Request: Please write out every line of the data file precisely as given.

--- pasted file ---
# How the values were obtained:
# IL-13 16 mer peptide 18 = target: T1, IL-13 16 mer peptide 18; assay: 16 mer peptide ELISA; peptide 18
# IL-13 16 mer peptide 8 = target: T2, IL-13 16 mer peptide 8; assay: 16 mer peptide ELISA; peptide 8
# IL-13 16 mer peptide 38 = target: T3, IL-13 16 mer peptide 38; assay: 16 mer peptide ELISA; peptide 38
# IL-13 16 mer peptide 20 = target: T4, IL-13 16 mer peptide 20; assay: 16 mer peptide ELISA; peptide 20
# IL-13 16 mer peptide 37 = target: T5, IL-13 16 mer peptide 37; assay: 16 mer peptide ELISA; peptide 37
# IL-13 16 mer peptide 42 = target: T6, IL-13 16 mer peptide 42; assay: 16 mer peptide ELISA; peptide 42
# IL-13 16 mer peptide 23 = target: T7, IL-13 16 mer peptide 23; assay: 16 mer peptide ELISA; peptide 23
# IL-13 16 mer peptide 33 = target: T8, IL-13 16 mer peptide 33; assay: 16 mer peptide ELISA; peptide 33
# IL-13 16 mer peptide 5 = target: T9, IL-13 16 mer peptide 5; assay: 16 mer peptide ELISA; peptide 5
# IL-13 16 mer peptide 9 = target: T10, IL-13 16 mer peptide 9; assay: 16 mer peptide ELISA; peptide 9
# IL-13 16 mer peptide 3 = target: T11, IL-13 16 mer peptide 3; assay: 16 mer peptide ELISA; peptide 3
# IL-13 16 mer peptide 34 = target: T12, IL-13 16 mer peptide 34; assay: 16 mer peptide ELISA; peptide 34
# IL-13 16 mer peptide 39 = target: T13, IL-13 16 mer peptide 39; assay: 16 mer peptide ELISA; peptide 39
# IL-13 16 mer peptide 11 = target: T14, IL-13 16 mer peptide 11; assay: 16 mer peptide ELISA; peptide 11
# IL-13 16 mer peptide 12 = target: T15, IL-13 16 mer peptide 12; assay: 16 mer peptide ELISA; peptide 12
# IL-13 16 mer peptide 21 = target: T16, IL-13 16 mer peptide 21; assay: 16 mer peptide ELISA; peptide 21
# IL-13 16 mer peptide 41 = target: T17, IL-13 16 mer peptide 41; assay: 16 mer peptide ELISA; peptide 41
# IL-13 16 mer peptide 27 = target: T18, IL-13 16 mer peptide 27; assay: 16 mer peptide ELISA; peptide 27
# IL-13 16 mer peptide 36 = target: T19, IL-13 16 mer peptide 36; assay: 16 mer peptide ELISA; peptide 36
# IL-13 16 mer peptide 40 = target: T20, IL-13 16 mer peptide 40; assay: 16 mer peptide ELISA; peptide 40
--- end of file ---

# How the values were obtained:
# IL-13 16 mer peptide 18 = target: T1, IL-13 16 mer peptide 18; assay: 16 mer peptide ELISA; peptide 18
# IL-13 16 mer peptide 8 = target: T2, IL-13 16 mer peptide 8; assay: 16 mer peptide ELISA; peptide 8
# IL-13 16 mer peptide 38 = target: T3, IL-13 16 mer peptide 38; assay: 16 mer peptide ELISA; peptide 38
# IL-13 16 mer peptide 20 = target: T4, IL-13 16 mer peptide 20; assay: 16 mer peptide ELISA; peptide 20
# IL-13 16 mer peptide 37 = target: T5, IL-13 16 mer peptide 37; assay: 16 mer peptide ELISA; peptide 37
# IL-13 16 mer peptide 42 = target: T6, IL-13 16 mer peptide 42; assay: 16 mer peptide ELISA; peptide 42
# IL-13 16 mer peptide 23 = target: T7, IL-13 16 mer peptide 23; assay: 16 mer peptide ELISA; peptide 23
# IL-13 16 mer peptide 33 = target: T8, IL-13 16 mer peptide 33; assay: 16 mer peptide ELISA; peptide 33
# IL-13 16 mer peptide 5 = target: T9, IL-13 16 mer peptide 5; assay: 16 mer peptide ELISA; peptide 5
# IL-13 16 mer peptide 9 = target: T10, IL-13 16 mer peptide 9; assay: 16 mer peptide ELISA; peptide 9
# IL-13 16 mer peptide 3 = target: T11, IL-13 16 mer peptide 3; assay: 16 mer peptide ELISA; peptide 3
# IL-13 16 mer peptide 34 = target: T12, IL-13 16 mer peptide 34; assay: 16 mer peptide ELISA; peptide 34
# IL-13 16 mer peptide 39 = target: T13, IL-13 16 mer peptide 39; assay: 16 mer peptide ELISA; peptide 39
# IL-13 16 mer peptide 11 = target: T14, IL-13 16 mer peptide 11; assay: 16 mer peptide ELISA; peptide 11
# IL-13 16 mer peptide 12 = target: T15, IL-13 16 mer peptide 12; assay: 16 mer peptide ELISA; peptide 12
# IL-13 16 mer peptide 21 = target: T16, IL-13 16 mer peptide 21; assay: 16 mer peptide ELISA; peptide 21
# IL-13 16 mer peptide 41 = target: T17, IL-13 16 mer peptide 41; assay: 16 mer peptide ELISA; peptide 41
# IL-13 16 mer peptide 27 = target: T18, IL-13 16 mer peptide 27; assay: 16 mer peptide ELISA; peptide 27
# IL-13 16 mer peptide 36 = target: T19, IL-13 16 mer peptide 36; assay: 16 mer peptide ELISA; peptide 36
# IL-13 16 mer peptide 40 = target: T20, IL-13 16 mer peptide 40; assay: 16 mer peptide ELISA; peptide 40